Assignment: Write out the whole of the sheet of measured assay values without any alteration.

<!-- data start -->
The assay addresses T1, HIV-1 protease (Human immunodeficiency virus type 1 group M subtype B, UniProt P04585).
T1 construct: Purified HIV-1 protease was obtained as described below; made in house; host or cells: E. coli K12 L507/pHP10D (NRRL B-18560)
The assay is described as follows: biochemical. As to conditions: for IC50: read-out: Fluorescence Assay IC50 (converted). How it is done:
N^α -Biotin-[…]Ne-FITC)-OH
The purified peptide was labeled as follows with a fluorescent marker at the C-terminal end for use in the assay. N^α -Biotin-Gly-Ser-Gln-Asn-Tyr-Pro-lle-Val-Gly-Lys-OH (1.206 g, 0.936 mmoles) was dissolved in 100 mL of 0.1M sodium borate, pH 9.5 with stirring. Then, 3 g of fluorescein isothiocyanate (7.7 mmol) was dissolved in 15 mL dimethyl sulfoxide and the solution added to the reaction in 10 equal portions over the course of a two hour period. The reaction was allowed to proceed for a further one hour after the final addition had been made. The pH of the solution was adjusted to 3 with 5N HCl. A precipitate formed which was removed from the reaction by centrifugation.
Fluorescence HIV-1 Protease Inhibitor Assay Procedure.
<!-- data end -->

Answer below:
The assay addresses T1, HIV-1 protease (Human immunodeficiency virus type 1 group M subtype B, UniProt P04585).
T1 construct: Purified HIV-1 protease was obtained as described below; made in house; host or cells: E. coli K12 L507/pHP10D (NRRL B-18560)
The assay is described as follows: biochemical. As to conditions: for IC50: read-out: Fluorescence Assay IC50 (converted). How it is done:
N^α -Biotin-[…]Ne-FITC)-OH
The purified peptide was labeled as follows with a fluorescent marker at the C-terminal end for use in the assay. N^α -Biotin-Gly-Ser-Gln-Asn-Tyr-Pro-lle-Val-Gly-Lys-OH (1.206 g, 0.936 mmoles) was dissolved in 100 mL of 0.1M sodium borate, pH 9.5 with stirring. Then, 3 g of fluorescein isothiocyanate (7.7 mmol) was dissolved in 15 mL dimethyl sulfoxide and the solution added to the reaction in 10 equal portions over the course of a two hour period. The reaction was allowed to proceed for a further one hour after the final addition had been made. The pH of the solution was adjusted to 3 with 5N HCl. A precipitate formed which was removed from the reaction by centrifugation.
Fluorescence HIV-1 Protease Inhibitor Assay Procedure.